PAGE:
What the heck is this?
We received the following in an email message from Paul Fuentes at the National Weather Service forecast office at Key West, Florida:
“Just though you might be interested in a peculiar little feature we noticed at the WFO Key West on AWIPS from GOES-13 IR imagery on 4/23/11 starting at about 22:301Z over Andros Island (24.21N, 77.7W) and persisted to into the afternoon on 4/24/11. The feature looked almost like a smoke ring (several miles across) that was drifting off to the Northeast that emanated off of Andros Island and was also apparent in VIS/WV.”
McIDAS images of 4-km resolution GOES-13 6.5 Âµm “water vapor channel” data (above) showed the feature in question, as it first appeared along the east coast of Andros Island (the large island in the lower left corner of the images) at 22:45 UTC on 24 April 2011 — and then propagated northeastward, grew in size, exhibited progressively colder brightness temperatures, and at times took on a ring-like shape.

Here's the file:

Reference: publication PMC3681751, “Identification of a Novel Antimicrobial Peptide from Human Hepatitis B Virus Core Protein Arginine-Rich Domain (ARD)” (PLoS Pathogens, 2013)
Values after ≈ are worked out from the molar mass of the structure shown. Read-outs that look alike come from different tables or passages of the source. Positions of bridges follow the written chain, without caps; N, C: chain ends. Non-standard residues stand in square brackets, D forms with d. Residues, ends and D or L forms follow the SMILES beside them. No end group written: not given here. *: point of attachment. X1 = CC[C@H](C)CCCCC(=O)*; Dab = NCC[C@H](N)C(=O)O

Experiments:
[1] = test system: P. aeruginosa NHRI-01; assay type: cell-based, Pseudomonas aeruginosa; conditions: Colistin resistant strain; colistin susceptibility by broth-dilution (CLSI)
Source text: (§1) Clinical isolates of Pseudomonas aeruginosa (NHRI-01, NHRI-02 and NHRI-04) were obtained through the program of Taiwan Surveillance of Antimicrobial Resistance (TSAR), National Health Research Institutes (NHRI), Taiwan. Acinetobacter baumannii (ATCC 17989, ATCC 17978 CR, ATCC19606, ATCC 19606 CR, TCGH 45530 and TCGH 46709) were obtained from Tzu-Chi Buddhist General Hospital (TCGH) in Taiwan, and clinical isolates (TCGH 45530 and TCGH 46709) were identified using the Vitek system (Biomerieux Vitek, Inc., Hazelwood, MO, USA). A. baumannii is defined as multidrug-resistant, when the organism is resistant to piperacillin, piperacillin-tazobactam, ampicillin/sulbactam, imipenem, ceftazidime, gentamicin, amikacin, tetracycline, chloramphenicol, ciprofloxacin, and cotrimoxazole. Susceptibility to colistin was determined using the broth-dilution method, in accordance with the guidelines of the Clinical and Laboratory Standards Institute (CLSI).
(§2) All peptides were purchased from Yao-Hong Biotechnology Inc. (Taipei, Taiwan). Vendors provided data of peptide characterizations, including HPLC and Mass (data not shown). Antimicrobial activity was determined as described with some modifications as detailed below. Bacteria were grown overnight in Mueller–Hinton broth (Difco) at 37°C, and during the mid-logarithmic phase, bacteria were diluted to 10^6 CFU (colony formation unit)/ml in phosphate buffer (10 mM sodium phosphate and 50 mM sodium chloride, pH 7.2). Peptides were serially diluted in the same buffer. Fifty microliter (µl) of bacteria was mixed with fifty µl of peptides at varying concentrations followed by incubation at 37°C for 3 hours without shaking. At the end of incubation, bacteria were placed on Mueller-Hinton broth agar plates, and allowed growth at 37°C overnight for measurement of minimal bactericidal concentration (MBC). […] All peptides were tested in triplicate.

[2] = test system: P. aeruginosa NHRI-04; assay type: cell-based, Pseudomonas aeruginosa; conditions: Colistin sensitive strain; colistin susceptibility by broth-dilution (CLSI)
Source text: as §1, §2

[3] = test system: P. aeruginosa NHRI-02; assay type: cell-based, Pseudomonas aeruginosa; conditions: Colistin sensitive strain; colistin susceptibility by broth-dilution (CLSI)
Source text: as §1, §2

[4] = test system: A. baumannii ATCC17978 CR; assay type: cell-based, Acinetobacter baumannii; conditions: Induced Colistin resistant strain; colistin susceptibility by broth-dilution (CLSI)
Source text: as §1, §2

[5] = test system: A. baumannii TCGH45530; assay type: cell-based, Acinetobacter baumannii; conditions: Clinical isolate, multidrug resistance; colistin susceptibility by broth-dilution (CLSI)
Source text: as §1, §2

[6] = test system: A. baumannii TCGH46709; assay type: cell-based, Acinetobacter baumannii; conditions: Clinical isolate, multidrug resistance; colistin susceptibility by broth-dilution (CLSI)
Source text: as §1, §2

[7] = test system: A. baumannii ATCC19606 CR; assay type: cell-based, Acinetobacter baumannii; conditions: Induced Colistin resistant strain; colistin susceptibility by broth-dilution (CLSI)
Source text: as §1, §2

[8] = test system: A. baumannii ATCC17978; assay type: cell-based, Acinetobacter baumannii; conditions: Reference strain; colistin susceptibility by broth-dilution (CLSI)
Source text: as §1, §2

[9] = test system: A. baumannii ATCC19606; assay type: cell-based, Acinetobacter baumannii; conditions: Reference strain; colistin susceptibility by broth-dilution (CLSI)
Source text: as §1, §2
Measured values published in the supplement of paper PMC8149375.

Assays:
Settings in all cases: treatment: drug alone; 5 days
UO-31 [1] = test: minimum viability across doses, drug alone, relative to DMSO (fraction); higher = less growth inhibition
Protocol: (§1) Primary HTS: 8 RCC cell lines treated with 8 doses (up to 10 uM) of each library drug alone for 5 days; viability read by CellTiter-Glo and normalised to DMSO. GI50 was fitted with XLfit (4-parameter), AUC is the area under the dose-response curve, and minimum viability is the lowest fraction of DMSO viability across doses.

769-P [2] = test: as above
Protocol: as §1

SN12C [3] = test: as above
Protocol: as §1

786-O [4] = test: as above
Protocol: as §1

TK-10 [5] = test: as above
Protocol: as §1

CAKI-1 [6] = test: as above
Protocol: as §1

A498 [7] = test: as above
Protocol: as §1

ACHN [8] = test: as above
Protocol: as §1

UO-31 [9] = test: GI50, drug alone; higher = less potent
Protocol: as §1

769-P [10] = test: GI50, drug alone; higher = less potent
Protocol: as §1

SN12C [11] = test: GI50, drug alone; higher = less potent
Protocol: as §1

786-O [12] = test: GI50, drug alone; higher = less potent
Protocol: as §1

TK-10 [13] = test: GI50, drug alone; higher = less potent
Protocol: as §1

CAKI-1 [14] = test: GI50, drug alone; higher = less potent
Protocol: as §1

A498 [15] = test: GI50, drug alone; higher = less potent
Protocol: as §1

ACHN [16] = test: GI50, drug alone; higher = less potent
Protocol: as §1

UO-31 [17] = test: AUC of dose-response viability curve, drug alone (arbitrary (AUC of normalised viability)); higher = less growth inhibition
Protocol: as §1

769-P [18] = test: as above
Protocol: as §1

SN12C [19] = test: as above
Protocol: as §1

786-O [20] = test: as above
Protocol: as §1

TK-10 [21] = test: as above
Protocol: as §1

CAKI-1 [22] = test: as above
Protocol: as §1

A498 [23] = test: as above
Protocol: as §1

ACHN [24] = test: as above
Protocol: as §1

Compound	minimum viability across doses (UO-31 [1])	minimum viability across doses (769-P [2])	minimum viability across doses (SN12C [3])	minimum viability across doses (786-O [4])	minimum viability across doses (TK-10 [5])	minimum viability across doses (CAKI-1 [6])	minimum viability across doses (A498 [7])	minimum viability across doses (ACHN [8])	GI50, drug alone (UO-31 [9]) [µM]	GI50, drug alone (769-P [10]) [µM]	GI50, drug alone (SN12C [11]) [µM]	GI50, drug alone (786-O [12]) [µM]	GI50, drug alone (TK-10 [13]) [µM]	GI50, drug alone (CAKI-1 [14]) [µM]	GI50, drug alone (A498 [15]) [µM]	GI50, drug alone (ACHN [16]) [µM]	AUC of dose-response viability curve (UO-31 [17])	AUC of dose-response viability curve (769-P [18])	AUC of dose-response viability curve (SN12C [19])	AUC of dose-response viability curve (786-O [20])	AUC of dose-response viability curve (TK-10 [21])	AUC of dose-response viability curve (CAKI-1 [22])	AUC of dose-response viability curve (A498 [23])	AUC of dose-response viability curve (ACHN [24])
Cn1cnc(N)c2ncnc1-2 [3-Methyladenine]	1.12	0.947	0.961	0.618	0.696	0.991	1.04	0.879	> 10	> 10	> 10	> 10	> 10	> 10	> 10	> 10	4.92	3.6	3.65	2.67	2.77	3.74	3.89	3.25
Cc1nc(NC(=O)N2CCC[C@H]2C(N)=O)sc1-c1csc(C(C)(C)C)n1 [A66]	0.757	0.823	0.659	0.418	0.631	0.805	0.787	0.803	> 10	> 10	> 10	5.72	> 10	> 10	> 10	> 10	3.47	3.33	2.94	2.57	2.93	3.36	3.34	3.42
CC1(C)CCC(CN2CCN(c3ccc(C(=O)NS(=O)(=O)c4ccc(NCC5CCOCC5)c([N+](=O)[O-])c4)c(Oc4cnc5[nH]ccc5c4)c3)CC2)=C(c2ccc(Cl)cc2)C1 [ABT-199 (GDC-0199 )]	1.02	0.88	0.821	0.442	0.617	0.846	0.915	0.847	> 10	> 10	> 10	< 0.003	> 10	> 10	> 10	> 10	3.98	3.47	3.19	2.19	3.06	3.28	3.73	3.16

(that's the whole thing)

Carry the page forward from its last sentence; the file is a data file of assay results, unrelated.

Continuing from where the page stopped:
A closer look using 1-km resolution GOES-13 0.63 Âµm visible channel images (below) again revealed the ring-like structure that was evident at various times during the day on 25 April 2011.
The feature (as seen on 10.8 Âµm POES AVHRR IR imagery, below) seemed to follow the CRAS model 300 hPa wind flow — and southwesterly winds were not found until the 375 hPa pressure level on the 12 UTC rawinsonde report from Nassau in the Bahamas.
A comparison of the MODIS 0.65 Âµm visible channel, the 11.0 Âµm IR window channel, the 6.7 Âµm water vapor channel, and the 1.3 Âµm cirrus detection channel images at 15:57 UTC (below) seem to support the idea that this was a high ice cloud feature.
So what exactly was this interesting satellite feature? Until an explanation is found, this blog posting shall remain in the “What the heck is this?” Category…